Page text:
Marc Lievremont's squad was pushed hard as flyhalf James Arlidge inspired Japan with two tries to get within four points late in the match before the late French resurgence blew the margin out.
"There was a window in the second half where we could have won the rugby game," Japan coach John Kirwan said. "Not only did we show courage in defence in attack, but also we played evenly with France for 70 minutes of the game."
Lievremont was disappointed with his team's performance.
"Above all, I will retain the victory," he said. "I wanted consistency, and obviously in that respect I am not happy."
Two-time finalist France, bidding to win the tournament for the first time, led 25-11 at the break after tries from lock Julien Pierre, flyhalf Francois Trinh-Duc and winger Vincent Clerc.
"I was already not very satisfied at halftime. I felt we lacked ambition right from the start of the match," said Lievremont, who will be replaced by former France winger Philippe Saint-Andre after the tournament. "We were in some fairly straightforward situations when we had the extra numbers that we wasted ... we weren't playing together."
But Japan replied with 10 unanswered points after the break and still threatened the French line.
"We had them under the pump, they were making uncharacteristic errors. Unfortunately we wouldn't come away with that try we needed to go ahead," Kirwan said. "We will be disappointed tomorrow, because I think there was times when we could have done a lot more when you think about the two tries we gave France (in the first half) and the missed opportunities. We look at this game as if we are equals."
Scrumhalf Dimitri Yachvili's penalty gave France some breathing space before locks Lionel Nallet and Pascal Pape soothed frayed nerves with late tries, and substitute scrumhalf Morgan Parra jogged over in the closing seconds.
France won its previous meeting with Japan 51-29 at the 2003 World Cup, a victory also embellished by late tries.
Having opened its campaign four years ago with a 17-12 loss to Argentina — and with fresh memories of a surprise loss to Italy in the Six Nations in March — France was desperate to get onto the front foot early, and Julien Pierre obliged with a try in the fifth minute.
"We felt that there would be a window in the second half and (if we) put them under pressure they might have some memories of the Six Nations and Argentina," Kirwan said. "World Cups are very different for everyone. This is a special tournament and it creates a special type of pressure."
There was little sign of the complications that lay ahead as France crossed again in the 12th when a careless pass from Alridge, intended for centre Kojij Taira, was intercepted by Trinh-Duc for another converted try.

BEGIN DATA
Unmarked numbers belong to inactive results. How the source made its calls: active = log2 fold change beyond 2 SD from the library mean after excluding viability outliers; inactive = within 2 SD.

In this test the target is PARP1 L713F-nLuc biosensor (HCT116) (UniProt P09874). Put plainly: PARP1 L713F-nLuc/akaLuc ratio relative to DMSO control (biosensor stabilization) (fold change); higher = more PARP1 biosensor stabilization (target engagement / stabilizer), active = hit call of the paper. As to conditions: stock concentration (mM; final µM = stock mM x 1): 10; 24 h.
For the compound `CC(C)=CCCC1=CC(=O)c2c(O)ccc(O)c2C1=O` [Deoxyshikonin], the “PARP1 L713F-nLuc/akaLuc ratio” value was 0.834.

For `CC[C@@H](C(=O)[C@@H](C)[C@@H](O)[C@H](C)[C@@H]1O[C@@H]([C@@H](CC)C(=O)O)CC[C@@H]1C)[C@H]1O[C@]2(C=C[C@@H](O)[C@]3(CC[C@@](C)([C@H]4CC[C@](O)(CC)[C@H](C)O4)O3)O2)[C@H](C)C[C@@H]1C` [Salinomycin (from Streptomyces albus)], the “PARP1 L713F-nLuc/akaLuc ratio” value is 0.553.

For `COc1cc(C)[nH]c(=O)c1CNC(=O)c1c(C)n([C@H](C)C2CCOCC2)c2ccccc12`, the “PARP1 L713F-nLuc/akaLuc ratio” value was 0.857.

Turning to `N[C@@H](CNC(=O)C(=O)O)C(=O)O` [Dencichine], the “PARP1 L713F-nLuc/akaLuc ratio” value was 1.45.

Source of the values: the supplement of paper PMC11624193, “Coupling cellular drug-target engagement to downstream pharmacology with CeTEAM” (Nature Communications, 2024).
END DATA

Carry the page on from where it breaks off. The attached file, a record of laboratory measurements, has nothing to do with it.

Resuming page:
Alridge got Japan on the board after France captain Thierry Dusautoir infringed, then Yachvili responded with a couple of his own kicks to make it 20-3.
Trinh-Duc then needlessly put his own team under pressure when his up-and-under drifted backward, forcing Nallet to concede a penalty and gifting the momentum back to Japan.
But Japan's opening try had a touch of good fortune about it, when Alridge tried to tap ahead into space and the ball hit Trinh-Duc's leg, falling kindly for him to touch down unopposed.
Trinh-Duc made up for his error, setting the scoring movement in motion for Clerc to cross in the right corner for his sixth World Cup try, putting him two shy of winger Christophe Dominici's French record.
Alridge slotted over another kick to reduce the margin to 14 points at the break.
The French had two tries disallowed within minutes at the start the second half, with Harinordoquy and Nallet ruled to be held up.
Japan started causing trouble for the French defence and, despite Estebanez being replaced by David Marty, the inevitable try came when Alridge found a gap down the right flank and darted inside for his second score.
That prompted Lievremont to replace Trinh-Duc with David Skrela and hooker William Servat made way for Dimitri Szarzewski.
"We didn't do the simple tasks well, we couldn't get the ball out and we couldn't move up in defence," Dusautoir said. "So we couldn't get our game going properly. At that point, I had to focus everyone on the fact we had to get back to doing the hard work."
France withstood a ferocious barrage of attacks on its line, with only some thumping tackles from Dusautoir and Nallet preventing the breach as Japan buzzed around the defence with menace and pace.
Instead, the line just about held and Japan had to make do with another penalty from Alridge, trimming the lead to 25-21.
"We came away with three points when we needed to come away with 10," Kirwan said.
The French seemed unable to get out of their own half for 15 long arduous minutes, before Yachvili slotted over from just in front of the posts to give them some breathing space at 28-21.
Japan's battered left-side defence caved in just at the right time for France, as Nallet, Pape and Parra eased over for tries that gave the scoreline a cushion Lievremont's team hardly deserved.
Lievremont said Skrela, who climbed onto the team bus with his right arm in a sling and Estebanez (hip) are in doubt for the next matches. France next plays Canada, Japan faces New Zealand.
France 47 (Julien Pierre, Francois Trinh-Duc, Vincent Clerc, Lionel Nallet, Pascal Pape, Morgan Parra tries; Dmitri Yachvili 4 conversions, 3 penalties), Japan 21 (James Arlidge 2 tries; Arlidge 3 penalties, conversion). HT: 25-11.